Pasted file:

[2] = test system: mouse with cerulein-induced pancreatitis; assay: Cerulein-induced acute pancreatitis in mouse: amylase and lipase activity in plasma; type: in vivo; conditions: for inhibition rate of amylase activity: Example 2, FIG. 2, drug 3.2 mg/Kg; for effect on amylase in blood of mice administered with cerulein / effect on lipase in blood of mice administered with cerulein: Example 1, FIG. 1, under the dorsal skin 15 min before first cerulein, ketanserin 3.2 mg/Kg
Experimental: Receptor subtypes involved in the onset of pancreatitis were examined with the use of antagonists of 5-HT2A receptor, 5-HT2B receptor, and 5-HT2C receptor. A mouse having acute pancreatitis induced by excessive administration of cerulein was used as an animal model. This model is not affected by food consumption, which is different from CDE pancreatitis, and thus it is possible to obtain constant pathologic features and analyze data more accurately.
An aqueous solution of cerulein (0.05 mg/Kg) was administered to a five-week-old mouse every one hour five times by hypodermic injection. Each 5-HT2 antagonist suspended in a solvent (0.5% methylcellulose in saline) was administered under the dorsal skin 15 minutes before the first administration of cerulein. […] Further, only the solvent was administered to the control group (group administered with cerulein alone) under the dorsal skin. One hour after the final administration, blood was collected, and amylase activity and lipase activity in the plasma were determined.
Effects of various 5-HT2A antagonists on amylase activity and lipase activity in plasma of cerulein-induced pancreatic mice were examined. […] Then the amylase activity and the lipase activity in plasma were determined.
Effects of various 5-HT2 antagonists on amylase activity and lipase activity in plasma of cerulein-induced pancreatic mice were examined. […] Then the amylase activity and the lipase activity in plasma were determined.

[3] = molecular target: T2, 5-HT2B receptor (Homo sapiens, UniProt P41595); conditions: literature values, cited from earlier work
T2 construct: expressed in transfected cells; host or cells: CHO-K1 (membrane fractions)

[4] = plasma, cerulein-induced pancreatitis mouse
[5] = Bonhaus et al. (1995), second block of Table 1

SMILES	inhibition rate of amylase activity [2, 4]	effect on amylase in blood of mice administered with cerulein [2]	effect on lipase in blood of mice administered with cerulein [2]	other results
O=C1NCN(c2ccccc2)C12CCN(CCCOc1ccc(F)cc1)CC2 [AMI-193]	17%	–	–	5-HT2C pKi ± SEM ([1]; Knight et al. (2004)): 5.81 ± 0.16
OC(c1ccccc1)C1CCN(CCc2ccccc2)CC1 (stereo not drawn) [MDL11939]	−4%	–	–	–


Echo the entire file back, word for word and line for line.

[2] = test system: mouse with cerulein-induced pancreatitis; assay: Cerulein-induced acute pancreatitis in mouse: amylase and lipase activity in plasma; type: in vivo; conditions: for inhibition rate of amylase activity: Example 2, FIG. 2, drug 3.2 mg/Kg; for effect on amylase in blood of mice administered with cerulein / effect on lipase in blood of mice administered with cerulein: Example 1, FIG. 1, under the dorsal skin 15 min before first cerulein, ketanserin 3.2 mg/Kg
Experimental: Receptor subtypes involved in the onset of pancreatitis were examined with the use of antagonists of 5-HT2A receptor, 5-HT2B receptor, and 5-HT2C receptor. A mouse having acute pancreatitis induced by excessive administration of cerulein was used as an animal model. This model is not affected by food consumption, which is different from CDE pancreatitis, and thus it is possible to obtain constant pathologic features and analyze data more accurately.
An aqueous solution of cerulein (0.05 mg/Kg) was administered to a five-week-old mouse every one hour five times by hypodermic injection. Each 5-HT2 antagonist suspended in a solvent (0.5% methylcellulose in saline) was administered under the dorsal skin 15 minutes before the first administration of cerulein. […] Further, only the solvent was administered to the control group (group administered with cerulein alone) under the dorsal skin. One hour after the final administration, blood was collected, and amylase activity and lipase activity in the plasma were determined.
Effects of various 5-HT2A antagonists on amylase activity and lipase activity in plasma of cerulein-induced pancreatic mice were examined. […] Then the amylase activity and the lipase activity in plasma were determined.
Effects of various 5-HT2 antagonists on amylase activity and lipase activity in plasma of cerulein-induced pancreatic mice were examined. […] Then the amylase activity and the lipase activity in plasma were determined.

[3] = molecular target: T2, 5-HT2B receptor (Homo sapiens, UniProt P41595); conditions: literature values, cited from earlier work
T2 construct: expressed in transfected cells; host or cells: CHO-K1 (membrane fractions)

[4] = plasma, cerulein-induced pancreatitis mouse
[5] = Bonhaus et al. (1995), second block of Table 1

SMILES	inhibition rate of amylase activity [2, 4]	effect on amylase in blood of mice administered with cerulein [2]	effect on lipase in blood of mice administered with cerulein [2]	other results
O=C1NCN(c2ccccc2)C12CCN(CCCOc1ccc(F)cc1)CC2 [AMI-193]	17%	–	–	5-HT2C pKi ± SEM ([1]; Knight et al. (2004)): 5.81 ± 0.16
OC(c1ccccc1)C1CCN(CCc2ccccc2)CC1 (stereo not drawn) [MDL11939]	−4%	–	–	–